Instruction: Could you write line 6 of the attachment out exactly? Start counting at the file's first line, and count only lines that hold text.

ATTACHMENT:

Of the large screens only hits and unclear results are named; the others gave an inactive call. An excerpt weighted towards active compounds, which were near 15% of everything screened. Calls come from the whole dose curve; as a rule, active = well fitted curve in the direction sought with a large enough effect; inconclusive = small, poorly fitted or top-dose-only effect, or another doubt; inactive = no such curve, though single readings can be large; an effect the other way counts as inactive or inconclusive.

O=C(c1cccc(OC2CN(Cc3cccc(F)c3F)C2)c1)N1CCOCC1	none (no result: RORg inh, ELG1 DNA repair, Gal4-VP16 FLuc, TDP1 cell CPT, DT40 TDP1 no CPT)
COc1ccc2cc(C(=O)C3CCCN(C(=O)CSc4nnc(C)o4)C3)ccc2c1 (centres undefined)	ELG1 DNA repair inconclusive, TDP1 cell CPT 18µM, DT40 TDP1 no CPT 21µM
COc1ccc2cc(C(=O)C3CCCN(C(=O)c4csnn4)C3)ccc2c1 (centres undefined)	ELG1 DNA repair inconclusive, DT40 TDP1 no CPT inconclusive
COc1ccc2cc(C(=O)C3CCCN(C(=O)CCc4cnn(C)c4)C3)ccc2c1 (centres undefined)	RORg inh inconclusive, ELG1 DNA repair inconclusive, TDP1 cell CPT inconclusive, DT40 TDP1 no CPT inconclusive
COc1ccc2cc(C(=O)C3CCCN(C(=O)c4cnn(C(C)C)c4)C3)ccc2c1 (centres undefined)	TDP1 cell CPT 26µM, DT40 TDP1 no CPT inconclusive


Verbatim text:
COc1ccc2cc(C(=O)C3CCCN(C(=O)c4cnn(C(C)C)c4)C3)ccc2c1 (centres undefined)	TDP1 cell CPT 26µM, DT40 TDP1 no CPT inconclusive